When the doors slid open again, I heard a whole bunch of profanities. ‘You f***ing bitch, you whore ‚Ä¶’‚ÄĒyou get the idea. I got up, passed an elderly lady on her way in (this was Tuesday, 3.30 p.m., when a lot of elderly are walking along Bay Road), and said, ‘You don’t need to hear that sort of language, do you, dear?’ She said, ‘No.’
A crowd, mostly of schoolchildren had gathered round to watch these two young women at it outside the local Pricebusters. Or, should I say, there was one abuser and one standing there and taking it. Seeing as neither was armed (I may be stupid, but not that stupid), I stood between them and asked them to stop: that the OAPs walking along minding their own business don’t have to listen to their sort of language.
‚ÄėI don’t care. You don’t know this f***ing whore ‚Ä¶’
‚ÄėI don’t know you, either. I’m asking you to stop.’
Although this had gone on for some time, it was only then that someone from the Pricebusters store came out. I asked, ‘Would you like to do anything? It’s your shop, but there hasn’t been an assault.’
Seeing as the abuse continued, I said, calmly: ‘Walk away. Turn around, walk in opposite directions, and walk away.’
I have a feeling that ‘Walk away’ in these ladies’ mother tongue meant ‘Let’s start beating the crap out of each other and this dude in the middle can get caught in the crossﬁre.’
Fists ﬂew, hair was pulled, and I got a little scrape where my watch was and my glasses were knocked off. It was then that various adults‚ÄĒI assume the female staff of the Pricebusters store‚ÄĒrestrained the two. I advised the store that they could call the police now. Dad had come out by then and I suggested we ﬁnish the transaction inside the bank. And he didn’t need to see his son lose a ﬁght to two women.
These Streets of San Kilbirnie are tough and even Karl Malden would be surprised.
Maybe I was the only adult around over several minutes, but I’m surprised that no one else helped out. It reminds me of two other incidents in the last few years where I played “ﬁrst responder” (with a much larger friend assisting!) to a homeless man getting bullied and to a teen who had fallen off her bike.
This isn’t about being intolerant of bad language. Most of this junk is on telly now after a certain hour. It’s the idea, which we’ve chatted about at the Vista Group luncheons with Jim and Natalie, that once we tolerate one thing, a worse thing will emerge. Usually this comes up when we discuss public drunkenness, and how, over the last generation, less and less acceptable behaviour becomes the norm.
The fear that getting involved would drag one into a court case as a witness‚ÄĒthat is baseless, too. When the police came (and quite quickly, too), I had ﬁnished at the bank. I asked one constable if he needed me to be a witness, and he said that he already had a statement from someone else. So: I tried to do a good deed, and I didn’t get dragged into a prolonged assault case. It’s easier than we think.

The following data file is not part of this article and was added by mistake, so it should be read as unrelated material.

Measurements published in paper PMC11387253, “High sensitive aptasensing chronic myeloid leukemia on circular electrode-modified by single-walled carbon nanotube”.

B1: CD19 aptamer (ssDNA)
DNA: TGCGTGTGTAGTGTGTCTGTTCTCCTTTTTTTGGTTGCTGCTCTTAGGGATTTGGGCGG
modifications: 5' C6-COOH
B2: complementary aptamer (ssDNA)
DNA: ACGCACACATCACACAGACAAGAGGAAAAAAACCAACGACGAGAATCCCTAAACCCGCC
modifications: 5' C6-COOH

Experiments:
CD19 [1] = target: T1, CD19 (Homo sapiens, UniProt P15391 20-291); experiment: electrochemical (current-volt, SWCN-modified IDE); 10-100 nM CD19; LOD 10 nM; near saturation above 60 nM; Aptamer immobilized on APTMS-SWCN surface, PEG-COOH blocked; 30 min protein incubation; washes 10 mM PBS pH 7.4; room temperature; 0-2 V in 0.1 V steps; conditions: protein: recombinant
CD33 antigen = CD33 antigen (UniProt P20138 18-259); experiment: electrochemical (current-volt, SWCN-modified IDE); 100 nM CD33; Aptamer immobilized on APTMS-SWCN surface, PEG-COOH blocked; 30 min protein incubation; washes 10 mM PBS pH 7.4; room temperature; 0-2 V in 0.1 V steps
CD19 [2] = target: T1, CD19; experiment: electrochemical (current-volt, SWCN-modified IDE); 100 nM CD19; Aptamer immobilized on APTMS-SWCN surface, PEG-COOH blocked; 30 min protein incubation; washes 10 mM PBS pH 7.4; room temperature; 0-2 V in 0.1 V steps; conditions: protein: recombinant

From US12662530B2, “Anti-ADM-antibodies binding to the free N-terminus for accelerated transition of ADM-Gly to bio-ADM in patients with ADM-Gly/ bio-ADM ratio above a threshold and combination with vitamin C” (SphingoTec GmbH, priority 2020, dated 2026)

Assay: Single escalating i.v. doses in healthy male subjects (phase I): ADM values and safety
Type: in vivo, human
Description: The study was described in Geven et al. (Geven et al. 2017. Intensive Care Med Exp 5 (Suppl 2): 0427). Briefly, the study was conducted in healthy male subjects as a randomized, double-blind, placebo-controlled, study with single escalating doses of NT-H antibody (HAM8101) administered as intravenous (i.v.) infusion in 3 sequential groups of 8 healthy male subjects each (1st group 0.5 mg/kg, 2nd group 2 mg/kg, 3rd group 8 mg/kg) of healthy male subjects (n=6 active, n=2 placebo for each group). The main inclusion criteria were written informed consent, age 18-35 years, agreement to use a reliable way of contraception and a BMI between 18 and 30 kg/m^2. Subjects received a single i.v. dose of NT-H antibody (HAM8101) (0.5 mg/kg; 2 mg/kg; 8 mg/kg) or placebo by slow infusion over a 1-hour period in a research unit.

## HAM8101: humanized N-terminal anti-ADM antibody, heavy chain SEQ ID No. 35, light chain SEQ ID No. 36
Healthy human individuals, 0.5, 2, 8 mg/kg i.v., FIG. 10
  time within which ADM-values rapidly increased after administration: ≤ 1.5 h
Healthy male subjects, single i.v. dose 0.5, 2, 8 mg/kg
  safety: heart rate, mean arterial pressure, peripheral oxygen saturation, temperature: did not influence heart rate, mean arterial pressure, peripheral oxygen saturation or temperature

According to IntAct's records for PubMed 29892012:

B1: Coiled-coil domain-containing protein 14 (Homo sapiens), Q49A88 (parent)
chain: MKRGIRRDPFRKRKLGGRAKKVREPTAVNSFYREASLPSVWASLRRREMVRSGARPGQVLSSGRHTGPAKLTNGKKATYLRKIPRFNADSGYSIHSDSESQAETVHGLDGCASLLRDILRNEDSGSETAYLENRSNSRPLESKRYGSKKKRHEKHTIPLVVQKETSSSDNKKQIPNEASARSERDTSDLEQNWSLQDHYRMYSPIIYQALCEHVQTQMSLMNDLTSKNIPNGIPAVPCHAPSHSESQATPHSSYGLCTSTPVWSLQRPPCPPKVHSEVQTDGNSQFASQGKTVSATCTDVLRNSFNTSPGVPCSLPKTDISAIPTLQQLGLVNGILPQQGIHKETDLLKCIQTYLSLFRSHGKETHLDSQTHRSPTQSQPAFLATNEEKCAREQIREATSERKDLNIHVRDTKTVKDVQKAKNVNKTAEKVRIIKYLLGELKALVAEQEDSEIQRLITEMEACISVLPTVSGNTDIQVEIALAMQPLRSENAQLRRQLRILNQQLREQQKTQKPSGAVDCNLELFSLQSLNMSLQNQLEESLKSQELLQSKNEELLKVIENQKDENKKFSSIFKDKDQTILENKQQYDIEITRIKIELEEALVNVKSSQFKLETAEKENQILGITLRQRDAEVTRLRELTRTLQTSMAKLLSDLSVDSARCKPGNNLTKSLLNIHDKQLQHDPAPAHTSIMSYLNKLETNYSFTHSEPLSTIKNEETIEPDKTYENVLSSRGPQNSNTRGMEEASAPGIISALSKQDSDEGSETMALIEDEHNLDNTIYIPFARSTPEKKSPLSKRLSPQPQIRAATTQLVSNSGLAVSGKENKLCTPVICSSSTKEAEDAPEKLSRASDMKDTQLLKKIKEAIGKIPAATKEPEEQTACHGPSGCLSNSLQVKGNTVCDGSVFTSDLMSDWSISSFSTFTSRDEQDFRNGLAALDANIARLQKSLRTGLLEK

And maybe I did something for the little guy, to draw the line at something that shouldn’t be acceptable in what is usually a very pleasant neighbourhood.
I know I did this on November 23 on my Tumblr, but I have to share this joke with the Ashes to Ashes fans out there.
Will the opening of Upstairs, Downstairs on Boxing Day on BBC1 (at 9 p.m.) begin with the Alexander Faris theme tune (see also below), or will Keeley Hawes narrate, ‘My name is Alex Drake. I‚Äôve been shot and that bullet has taken me back to 1936‚Äô?
Above: Alexander Faris conducts his theme for Upstairs, Downstairs. I defy those of you over a certain age to not have the words ‚ÄėWhat are we going to do with Uncle Arthur?‚Äô running through your head.
Generally, I turn a blind eye to people who use thumbnails of our work or take an excerpt from an article and link the rest to us. Pity, then, that so many of these sites are splogs, but at least they stop short of outright piracy.
It’s when someone takes an entire article, pretends it’s their own, and even slaps a copyright notice on it—that’s what gets my goat more. In the past fortnight, two websites have done that with Lucire material (and material from many other media outlets). Neither had a contact address or contact form, because nine times out of ten, these are solved just by a nice email, so our only path was to notify their web hosts in the US. God bless them both: they have acted.
While the Americans have the Digital Millennium Copyright Act down to a ﬁne art, less can be said about Great Britain. A British site, which I will not yet name because I can’t be arsed sending them hits for being thieving gits, has taken three Lucire articles, in full, one even containing my byline. Two are not from our regular RSS feed, but from the features’ section, which means that the person has to go in to our site and save the content manually.